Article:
By Holly S.
Cougar News Blog
Cactus Canyon used to have a tough time with students being late to their classes, but now the school is stepping up its efforts to ensure students are on time to their designated periods.
Administrators have carried out a new rule for students who are late to class. Students who are not where they need to be when the bell rings will receive lunch detention in the gym. If a child obtains more than three detentions, they earn one day of OCS.
Cactus Canyon, like other schools, have had issues with attendance; students would socialize and get side-tracked when they should be arriving to their next class. So, to make sure students are doing just that, officials have applied the rule hoping it would help students get to class quicker.
“The tardy issue is a never-ending problem for schools. It has been an issue since we began here,” said assistant principal Joyce Gingrich. “We just decided it was time to try something that was easy for us to regulate and follow through with, but at the same time would help students know we mean what we say.”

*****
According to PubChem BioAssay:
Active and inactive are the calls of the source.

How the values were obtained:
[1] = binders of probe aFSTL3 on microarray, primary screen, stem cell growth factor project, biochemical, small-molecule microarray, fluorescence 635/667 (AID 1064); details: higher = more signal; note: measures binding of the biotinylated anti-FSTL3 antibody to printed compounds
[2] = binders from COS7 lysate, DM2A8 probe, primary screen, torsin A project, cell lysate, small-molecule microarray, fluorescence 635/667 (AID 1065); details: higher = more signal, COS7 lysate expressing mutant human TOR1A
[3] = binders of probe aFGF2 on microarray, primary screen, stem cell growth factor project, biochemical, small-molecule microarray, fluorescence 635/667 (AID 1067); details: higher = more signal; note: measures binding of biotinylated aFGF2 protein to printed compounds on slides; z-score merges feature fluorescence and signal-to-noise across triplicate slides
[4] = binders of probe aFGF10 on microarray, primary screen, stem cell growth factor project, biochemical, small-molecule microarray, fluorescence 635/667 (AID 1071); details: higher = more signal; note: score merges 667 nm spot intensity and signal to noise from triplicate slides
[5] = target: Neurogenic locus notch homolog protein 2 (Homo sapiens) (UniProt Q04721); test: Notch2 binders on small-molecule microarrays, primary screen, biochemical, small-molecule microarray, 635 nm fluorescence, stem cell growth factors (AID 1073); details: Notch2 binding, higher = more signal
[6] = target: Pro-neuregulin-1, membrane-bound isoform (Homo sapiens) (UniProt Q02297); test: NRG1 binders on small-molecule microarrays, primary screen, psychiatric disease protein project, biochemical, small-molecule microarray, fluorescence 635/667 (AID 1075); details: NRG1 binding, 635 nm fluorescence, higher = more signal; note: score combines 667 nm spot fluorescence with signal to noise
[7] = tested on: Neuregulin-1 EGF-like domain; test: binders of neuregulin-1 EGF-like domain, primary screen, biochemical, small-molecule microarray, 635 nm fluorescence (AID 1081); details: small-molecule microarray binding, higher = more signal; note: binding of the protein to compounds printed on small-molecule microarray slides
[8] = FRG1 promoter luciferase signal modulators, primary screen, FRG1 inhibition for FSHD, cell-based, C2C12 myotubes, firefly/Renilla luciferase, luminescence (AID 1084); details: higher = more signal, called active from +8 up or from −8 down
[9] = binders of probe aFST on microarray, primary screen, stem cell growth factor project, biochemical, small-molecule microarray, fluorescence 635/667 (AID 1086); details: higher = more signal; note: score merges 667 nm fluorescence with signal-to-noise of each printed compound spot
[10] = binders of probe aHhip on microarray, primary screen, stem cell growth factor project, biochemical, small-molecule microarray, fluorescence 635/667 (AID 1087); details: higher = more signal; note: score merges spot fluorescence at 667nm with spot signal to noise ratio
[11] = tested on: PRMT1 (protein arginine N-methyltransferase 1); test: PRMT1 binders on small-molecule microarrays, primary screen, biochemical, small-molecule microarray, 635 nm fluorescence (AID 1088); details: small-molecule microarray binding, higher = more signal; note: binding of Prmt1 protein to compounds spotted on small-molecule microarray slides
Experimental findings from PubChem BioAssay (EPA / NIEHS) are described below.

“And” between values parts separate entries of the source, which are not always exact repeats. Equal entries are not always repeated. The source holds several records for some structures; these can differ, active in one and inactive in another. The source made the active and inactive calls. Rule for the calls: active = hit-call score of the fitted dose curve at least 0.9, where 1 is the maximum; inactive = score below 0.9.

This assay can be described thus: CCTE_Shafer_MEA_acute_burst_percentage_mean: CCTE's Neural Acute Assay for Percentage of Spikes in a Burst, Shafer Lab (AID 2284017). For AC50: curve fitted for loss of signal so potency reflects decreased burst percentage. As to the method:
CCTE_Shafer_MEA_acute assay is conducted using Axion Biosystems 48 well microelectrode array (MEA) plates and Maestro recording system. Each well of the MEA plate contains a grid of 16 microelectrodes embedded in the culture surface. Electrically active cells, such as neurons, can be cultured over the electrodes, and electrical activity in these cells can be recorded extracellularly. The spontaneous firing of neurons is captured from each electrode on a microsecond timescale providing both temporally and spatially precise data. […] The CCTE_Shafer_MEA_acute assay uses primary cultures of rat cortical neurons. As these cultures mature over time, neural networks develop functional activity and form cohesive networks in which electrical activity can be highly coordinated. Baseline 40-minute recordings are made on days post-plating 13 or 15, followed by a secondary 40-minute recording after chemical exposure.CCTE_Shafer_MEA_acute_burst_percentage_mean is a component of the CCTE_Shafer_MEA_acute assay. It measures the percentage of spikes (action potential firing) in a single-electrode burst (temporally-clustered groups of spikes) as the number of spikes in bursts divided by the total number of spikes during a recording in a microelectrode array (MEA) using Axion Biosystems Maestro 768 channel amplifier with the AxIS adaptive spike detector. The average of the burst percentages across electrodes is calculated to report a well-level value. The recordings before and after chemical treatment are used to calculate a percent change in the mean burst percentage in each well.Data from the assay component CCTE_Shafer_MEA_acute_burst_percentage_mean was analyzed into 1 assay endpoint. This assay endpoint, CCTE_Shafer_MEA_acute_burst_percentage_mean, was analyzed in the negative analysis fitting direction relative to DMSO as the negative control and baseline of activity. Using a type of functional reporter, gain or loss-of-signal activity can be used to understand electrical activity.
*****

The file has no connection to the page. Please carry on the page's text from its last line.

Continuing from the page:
The rule was first announced Feb. 13 and was first implemented Feb. 18 when students reported back to school after Presidents Day.
Although staff members are pleased with the results from the regulation, some students feel that the rule is unfair to most kids.
“I don’t really like it. What if your teacher keeps your class late and doesn’t give you a late pass and you only have a minute to get across campus to your other class?” said eighth-grader Jade Kroff.
Even though the new rule puts more pressure on the students, they generally support the new guideline. Kroff says the new guideline has helped her get to class quicker to avoid detention.
“I think it is smart, but should be enforced on students that are constantly tardy not for students who are rarely tardy,” said eighth-grader Evan Quiroz.
The new regulation has brought down the tardy rates greatly and administrators plan to keep the rule in place.
“We have had many fewer tardies, and we notice a huge difference during passing periods,” said Gingrich. “Students are moving toward class, not just standing around.”